U.K. is following in the footsteps of many other countries including China, the U.S. and Italy, where Nielsen research found significant spikes in the hoarding of emergency and essential supplies as consumers rush to build “pandemic pantries.”
Irish consumers are actively stockpiling grocery and medical items as concerns grow around the Novel Coronavirus (COVID-19) becoming a worldwide pandemic. This level of consumption is placing immense pressure on grocery retailers as fears spark panic buying.
Never mind national pride, opting for locally produced products may fast become a necessity for retailers and consumers concerned about products originating from countries where novel coronavirus (COVID-19) has spread.
The U.K. beer category is certainly not lacking in options, but one unlikely sub-category has pulled away from the pack. In fact, without the contribution of non- and low-alcohol options, annual sales in the beer category would be in the red.
There are six key consumer behavior threshold levels that tie directly to concerns around the COVID-19 outbreak. The thresholds offer early signals of spending patterns, particularly for emergency pantry items and health supplies.
As we watch this situation unfold and get a handle on the length of time COVID-19 may be in play, the ability to guarantee the quality and safety of products, environments and consumption, coupled with the recognition of how important this will be to communicate to consumers for the foreseeable...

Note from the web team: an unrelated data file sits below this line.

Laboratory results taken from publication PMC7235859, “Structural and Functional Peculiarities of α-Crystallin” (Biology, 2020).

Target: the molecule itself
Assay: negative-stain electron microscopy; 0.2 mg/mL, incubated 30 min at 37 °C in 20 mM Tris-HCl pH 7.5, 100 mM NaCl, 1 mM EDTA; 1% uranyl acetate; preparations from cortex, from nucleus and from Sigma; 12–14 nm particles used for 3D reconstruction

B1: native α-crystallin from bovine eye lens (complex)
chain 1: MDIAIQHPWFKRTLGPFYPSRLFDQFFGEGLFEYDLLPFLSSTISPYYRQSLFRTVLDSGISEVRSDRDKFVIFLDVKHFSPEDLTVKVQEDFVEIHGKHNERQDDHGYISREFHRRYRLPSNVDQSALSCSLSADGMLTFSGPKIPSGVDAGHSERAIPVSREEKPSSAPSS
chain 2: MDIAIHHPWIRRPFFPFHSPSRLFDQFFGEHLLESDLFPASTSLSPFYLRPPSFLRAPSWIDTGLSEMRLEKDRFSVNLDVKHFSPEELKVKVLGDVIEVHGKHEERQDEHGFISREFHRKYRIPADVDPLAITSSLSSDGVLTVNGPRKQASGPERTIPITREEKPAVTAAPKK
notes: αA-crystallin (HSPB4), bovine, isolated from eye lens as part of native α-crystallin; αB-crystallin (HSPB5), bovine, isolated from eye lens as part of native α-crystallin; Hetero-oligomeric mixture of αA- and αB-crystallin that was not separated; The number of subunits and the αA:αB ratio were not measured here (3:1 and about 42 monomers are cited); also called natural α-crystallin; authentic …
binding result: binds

U.K. supermarkets experienced a tough year in 2019—last year’s Christmas period showed the lowest growth since 2014. But in the last four weeks, it looks like there may just be a light at the end of the tunnel for retailers and manufacturers.
Nielsen recently hosted and participated in the kick-off webinar of the LEAD (Leading Executives Advancing Diversity) Network’s Diversity & Inclusion Best Practice series with Unilever to explore the challenges women face and how they are communicating and engaging to create equality.
By 2028, women will own 75% of the discretionary spend, making them the world’s greatest influencers. But they're also shouldering more of the household burdens, feeling less financially secure and still are facing serious barriers when it comes to equality. It's time brands wise up to women.
Globally, women earn less than men and shoulder more of the household responsibilities. This can often leave them feeling like it's just not worth it. The good news is that companies and brands are starting to get it—and starting to understand that they can help.